Training Free-Range Guinea Fowl 101

Training Free-Range Guinea Fowl 101

By Mel Dickinson – Guinea fowl are crazy. I always describe them as the wild toddlers of the flock. That being said, we would never be without guineas on our farm. They’re my favorite! Keeping free-range guinea fowl takes time and patience, but is worth the effort.

We added our guineas early in our homesteading ventures. To be honest, I had no idea what they were when I ordered them. I was at the local feed mill placing a chick order for the first time ever and came across guinea fowl on the list. I didn’t know what they were, but from the description, they sounded like something we needed on our farm. So I ordered 21 of them — what can I say, I was a crazy chicken lady from the start! I went home, told my husband what I did, and then we looked them up to learn what keeping free-ranging guinea fowl was all about. It was a steep learning curve, but well worth the wild roller coaster ride.

We keep guinea fowl to control insect pests because they are fantastic foragers. They’re the first ones out in the morning and the last ones back at night. They’re the hardest workers on the farm and cover a ton of area every day eating ticks and other insects. Guinea fowl are often referred to as the watchdogs of the flock. If anything, or anyone, is out of place they will alarm the whole farm (and all the neighbors). Guineas are also known to keep away small snakes and are excellent mousers.

Keeping guinea fowl has its benefits, but there needs to be some planning when adding guineas to your farm or homestead. It is not recommended to do what I did and order them on a whim. If you do not have any prior experience with them, I suggest finding an online video to learn how to raise guineas and know what’s in store for you and the neighborhood. They are loud and make noise often, but that is part of their benefit and charm.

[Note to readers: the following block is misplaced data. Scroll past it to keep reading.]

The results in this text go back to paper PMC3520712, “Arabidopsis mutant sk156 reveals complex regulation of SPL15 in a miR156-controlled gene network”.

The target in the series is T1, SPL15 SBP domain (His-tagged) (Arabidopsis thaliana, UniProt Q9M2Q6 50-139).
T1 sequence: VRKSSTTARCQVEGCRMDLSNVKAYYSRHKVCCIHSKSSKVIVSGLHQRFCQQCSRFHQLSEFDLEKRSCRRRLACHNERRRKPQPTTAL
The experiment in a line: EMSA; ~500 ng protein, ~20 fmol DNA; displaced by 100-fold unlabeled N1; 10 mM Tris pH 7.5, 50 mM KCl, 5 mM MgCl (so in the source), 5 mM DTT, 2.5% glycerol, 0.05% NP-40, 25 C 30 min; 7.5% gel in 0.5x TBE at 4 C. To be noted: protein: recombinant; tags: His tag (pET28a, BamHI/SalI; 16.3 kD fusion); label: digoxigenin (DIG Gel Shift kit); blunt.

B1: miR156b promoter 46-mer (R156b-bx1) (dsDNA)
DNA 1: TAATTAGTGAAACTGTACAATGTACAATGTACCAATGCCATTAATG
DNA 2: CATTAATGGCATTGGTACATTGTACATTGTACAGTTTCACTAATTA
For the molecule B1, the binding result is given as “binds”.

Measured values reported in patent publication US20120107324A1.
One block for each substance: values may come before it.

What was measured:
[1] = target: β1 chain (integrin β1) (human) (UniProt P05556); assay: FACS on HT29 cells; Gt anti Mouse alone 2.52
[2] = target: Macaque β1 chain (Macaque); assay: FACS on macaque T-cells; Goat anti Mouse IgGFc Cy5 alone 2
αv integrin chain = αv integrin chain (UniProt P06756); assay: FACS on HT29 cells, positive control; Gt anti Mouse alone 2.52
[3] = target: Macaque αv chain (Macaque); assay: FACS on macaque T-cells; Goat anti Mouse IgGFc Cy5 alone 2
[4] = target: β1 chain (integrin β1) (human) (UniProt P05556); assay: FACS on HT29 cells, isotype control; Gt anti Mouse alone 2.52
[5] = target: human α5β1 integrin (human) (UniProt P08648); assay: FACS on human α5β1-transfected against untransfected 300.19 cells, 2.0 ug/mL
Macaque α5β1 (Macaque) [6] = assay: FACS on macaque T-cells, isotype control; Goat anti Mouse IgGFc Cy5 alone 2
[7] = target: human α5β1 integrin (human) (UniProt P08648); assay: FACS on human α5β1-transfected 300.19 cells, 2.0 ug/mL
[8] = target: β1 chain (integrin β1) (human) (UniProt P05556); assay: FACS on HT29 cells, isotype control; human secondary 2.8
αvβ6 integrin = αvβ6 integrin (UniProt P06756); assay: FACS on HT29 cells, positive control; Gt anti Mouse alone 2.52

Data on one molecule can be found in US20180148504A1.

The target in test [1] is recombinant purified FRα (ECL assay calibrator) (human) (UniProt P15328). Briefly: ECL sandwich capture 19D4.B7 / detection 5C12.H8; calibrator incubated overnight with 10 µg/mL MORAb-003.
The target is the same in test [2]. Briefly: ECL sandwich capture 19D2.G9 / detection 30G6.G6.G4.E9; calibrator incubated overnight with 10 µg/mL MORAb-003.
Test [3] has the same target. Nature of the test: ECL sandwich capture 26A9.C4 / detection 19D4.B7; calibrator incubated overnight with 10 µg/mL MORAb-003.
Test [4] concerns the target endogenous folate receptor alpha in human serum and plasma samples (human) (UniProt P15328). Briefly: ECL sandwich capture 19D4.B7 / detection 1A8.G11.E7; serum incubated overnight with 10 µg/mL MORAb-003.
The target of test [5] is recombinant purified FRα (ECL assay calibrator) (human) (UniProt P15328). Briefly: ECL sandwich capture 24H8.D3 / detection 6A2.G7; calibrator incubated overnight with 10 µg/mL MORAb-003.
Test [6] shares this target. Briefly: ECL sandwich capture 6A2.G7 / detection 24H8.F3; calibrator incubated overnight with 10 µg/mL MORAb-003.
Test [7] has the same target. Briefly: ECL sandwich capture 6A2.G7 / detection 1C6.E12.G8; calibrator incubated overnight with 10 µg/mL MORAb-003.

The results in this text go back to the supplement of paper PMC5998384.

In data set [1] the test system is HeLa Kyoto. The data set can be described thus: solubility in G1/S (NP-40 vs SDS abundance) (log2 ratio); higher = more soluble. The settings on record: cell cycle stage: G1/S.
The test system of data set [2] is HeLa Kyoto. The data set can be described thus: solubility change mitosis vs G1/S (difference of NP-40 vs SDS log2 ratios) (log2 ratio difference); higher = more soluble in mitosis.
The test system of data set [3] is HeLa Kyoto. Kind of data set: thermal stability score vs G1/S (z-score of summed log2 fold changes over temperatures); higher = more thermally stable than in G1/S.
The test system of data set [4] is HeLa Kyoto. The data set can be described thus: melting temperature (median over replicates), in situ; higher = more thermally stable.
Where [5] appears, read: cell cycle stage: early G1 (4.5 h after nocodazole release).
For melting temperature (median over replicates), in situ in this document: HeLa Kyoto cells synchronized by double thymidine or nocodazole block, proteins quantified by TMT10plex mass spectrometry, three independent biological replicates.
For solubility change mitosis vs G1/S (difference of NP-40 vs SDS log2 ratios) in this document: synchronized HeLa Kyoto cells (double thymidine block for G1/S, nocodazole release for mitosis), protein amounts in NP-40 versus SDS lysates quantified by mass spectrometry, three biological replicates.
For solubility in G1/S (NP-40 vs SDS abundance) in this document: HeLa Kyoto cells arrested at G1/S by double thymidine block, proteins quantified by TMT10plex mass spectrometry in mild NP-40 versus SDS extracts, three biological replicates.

Here are some tips for raising guinea fowl. If planning to keep free-ranging guinea fowl it is strongly recommended to start with baby guineas, known as keets. Adults can be difficult to keep around, they do not like to be moved, and need to learn their home before they should be allowed to free range. Starting with keets allows for easier training and they are similar to raising chicks. Keets differ because they grow faster, need to be fed a game bird starter to meet their higher protein needs, and will have their first set of feathers by one month of age. Once the keets have their feathers, they are ready to be transitioned from the brooder to the coop.

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Guinea Fowl Coop

Some people keep guineas and chickens together while others have separate coops for them. We have always kept our guinea fowl with the chickens. That being said, our coop is designed with guinea fowl in mind. They like to roost higher than chickens. We always make sure to provide the highest roosts possible to encourage them to return at night. We also keep more chickens than guineas in our flock to prevent issues between them. The one time we had an equal number of guineas and chickens we had problems between the roosters and male guineas. When this occurred, we culled the male guineas, left the guinea hens, and no longer had any issues in the flock. The adult guineas share food and water with the chickens without any issues.

Training Guineas

Keeping guinea fowl safe involves a lockdown period. Once keets are moved into the coop, plan to keep them there for at least two to four weeks before letting them free range. During their lockdown weeks, take time to train them to the sound of treats. Just like chickens, guineas learn the sound of a bucket full of scratch or a bag full of mealworms. To do this, make sure to shake the bucket or bag of your treat of choice before and as you feed them. They will become familiar with the sound and will come running whenever they know they’re about to get some tasty goodness! Not only will this help lure stubborn guineas back into the coop once they’re allowed to free range, but it will also help occupy some of their time during this lockdown period.